Hide and Seek

Posted: May 21, 2017 in Book reviews
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By Ian Rankin.

hide-seek

When a drug addict dies in a rundown Edinburgh squat it looks like just another junkie overdosing, but Detective Inspector John Rebus isn’t so sure. The body has been laid out in the shape of a cross between two burned down candles, and there’s a pentagram painted on the wall. Then there’s the fact that the victim, a young man named Ronnie, was covered in bruises, and the last time he saw one of his fellow squatters he told her that they had to, “Hide! Hide!”

The fact that Ronnie’s system is full of tainted heroin, whilst he has a packet of pure heroin in his hand is the icing on the cake. Rebus begins to investigate, but as he navigates the grim backstreets of Edinburgh he still has no real idea why Ronnie was targeted. Is it a case of a rough trade rent boy who messed with the wrong people or is it a satanic conspiracy? And when Ronnie shouted Hide, was this an instruction or a name, as in Hyde?

 

After reading the second Rebus book it’s interesting to consider quite what the hook was that kept the series going in the early days, because as with Knots and Crosses there isn’t really anything here that makes Rebus stand out from a whole host of other fictional detectives. He’s a former soldier and a hard-drinking loner with a taste for good music and fancy literature, which is hardly the most original characterisation for a copper. Similarly, the central mystery is fairly thin as well. As Rankin himself admits in the introduction, he was still finding his feet as a writer, and the allusions to Jekyll and Hyde (and Deacon Brodie) aren’t very subtle. Many of the potential suspects in the book merge into a bland, amorphous whole, so when the villains of the piece are revealed I had to think hard to remember who they were and what they did for a living.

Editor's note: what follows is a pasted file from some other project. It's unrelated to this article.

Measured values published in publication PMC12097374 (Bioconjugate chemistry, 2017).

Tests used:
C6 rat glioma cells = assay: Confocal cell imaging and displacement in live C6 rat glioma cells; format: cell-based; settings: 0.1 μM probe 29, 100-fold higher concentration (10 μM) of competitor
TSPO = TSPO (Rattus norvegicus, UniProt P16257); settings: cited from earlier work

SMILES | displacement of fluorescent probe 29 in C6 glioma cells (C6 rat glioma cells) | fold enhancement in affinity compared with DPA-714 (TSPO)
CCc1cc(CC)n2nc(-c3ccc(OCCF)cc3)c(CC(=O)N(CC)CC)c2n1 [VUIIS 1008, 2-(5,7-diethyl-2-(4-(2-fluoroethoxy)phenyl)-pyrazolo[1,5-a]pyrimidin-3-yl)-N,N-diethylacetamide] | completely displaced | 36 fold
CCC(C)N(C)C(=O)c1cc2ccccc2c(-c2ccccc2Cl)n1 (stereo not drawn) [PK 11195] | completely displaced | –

I suppose the two things the series had going for it in the early days were Rankin and Edinburgh. Rankin’s hard boiled prose makes for an engaging read, and in Edinburgh he has plenty of mean, gothic streets (and grubby housing estates) for Rebus to prowl, and in many ways Edinburgh is a more interesting character than Rebus is. I like as well that Rebus is the kind of detective who solves a crime via shoe leather rather than deductive reasoning or his own genius. Much like Lawrence Block’s Matt Scudder it’s a case that Rebus wanders around talking to person after person until the truth shakes free.

I don’t like Rebus anywhere near as much as I like Scudder, but I do like Rankin’s prose, and his evocation of a dark and moody Edinburgh, so I’m definitely going to keep reading the series. I just hope Rebus becomes more than the sum of his parts, and/or the mysteries become a little more intriguing.

 

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Comments
  1. I’ve read most of the Rankins. I did enjoy them, though I haven’t been back to them in years. I guess, like a lot of series, once you’ve read a few, the setting and side characters become as big a draw as the main one; it becomes a little world you just sink into.

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